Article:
of morality. What Marlow rejected in Kurtz was the “complete absence in
Kurtz of any innate or transcendental sanctions” (Johnson. 99).

It is because of Marlow’s rejection of
both the Europeans, who Marlow claims are full of “stupid importance”,
and of Kurtz’sinability to establish his own moral code, that Marlow chooses
an “alternative reality”(Berthoud. 60). The first time the reader witnesses
Marlow’s choice and becomes a centrist, is when he first gets back to Europe.

Marlow finds himself resenting the way the Europeans went about their life,
“hurrying through the streets to filch a little money from each other…”(120).Not
only did he find their lives meaningless, but he mocked them to himself.

“I had no particular desire to enlighten them, but I had some difficulty
restraining myself from laughing in their faces so full of stupid importance…

I tottered about the streets…grinning bitterly at perfectly respectable
people. I admit my behavior was inexcusable…” (120). Although Marlow
looked down upon these Europeans, he says something remarkable. He judged
his own actions and found them ‘inexcusable’. This is his manifestation
of breaking away from Kurtz’s extreme. Unlike Kurtz who lacked all restraint
and would never find looking down on people bad, Marlow realized that he
couldn’t hold it against them simply because they didn’t know better. Clearly,
Marlow is edging toward a ‘middle ground’.

Despite this act of judgment, the reader
doesn’t know exactly where Marlow stands. However, Marlow does something
that is the quintessential act of affirmation that he has chose the middle
of the two extremes. While aboard the Nellie, Marlow tells his comrades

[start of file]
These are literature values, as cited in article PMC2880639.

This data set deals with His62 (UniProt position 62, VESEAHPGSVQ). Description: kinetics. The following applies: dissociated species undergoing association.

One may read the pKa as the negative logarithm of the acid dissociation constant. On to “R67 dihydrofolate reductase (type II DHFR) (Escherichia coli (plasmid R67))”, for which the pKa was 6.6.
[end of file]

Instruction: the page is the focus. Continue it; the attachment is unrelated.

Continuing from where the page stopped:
that “I hate, detest, and can’t bear a lie…simply because it appalls

There is a taint of death, a flavor of
mortality in lies…”(44). Towards the end of the novel, Marlow is invited
by Kurtz’s fiancee to go to her house to speak of her beloved Kurtz. Upon
her asking Marlow what his last words were, Marlow responded “The last
word he pronounced was—your name”(131). He lies to her. He does something
he utterly detests. This is the event that convinces the reader of Marlow’s
uptaking of a middle position. He does look inside himself and use his
own personal ability to judge this event. He does what Kurtz had told him.

Despite his abhorrence of lies, he judges this situation and decides that
it was right to lie. However, he is different from Kurtz. Kurtz did judge
every event independently, however, he does it solely based on his own
whims. He could not incorporate any objective principles whatsoever in
making his decision. Marlow does judge every event independently, however,
he can not rely solely on his own creeds. Regardless of his decision, he
will always incorporate some objective principles into his judgment. Marlow
now creates his ‘alternative reality’ and achieves his truth.

When Marlow was exposed to the imperialistic
environment of the congo, it had a tremendous effect upon him. The protagonist
of Conrad’s novel undergoes a drastic change in response to his environment,
common only to that specific time period. Kurtz shows Marlow the flaws
in the Europeans imperialistic ideals. Kurtz sees the meaninglessness of
European standards of the time, and therefore changes his entire perception
and behavior.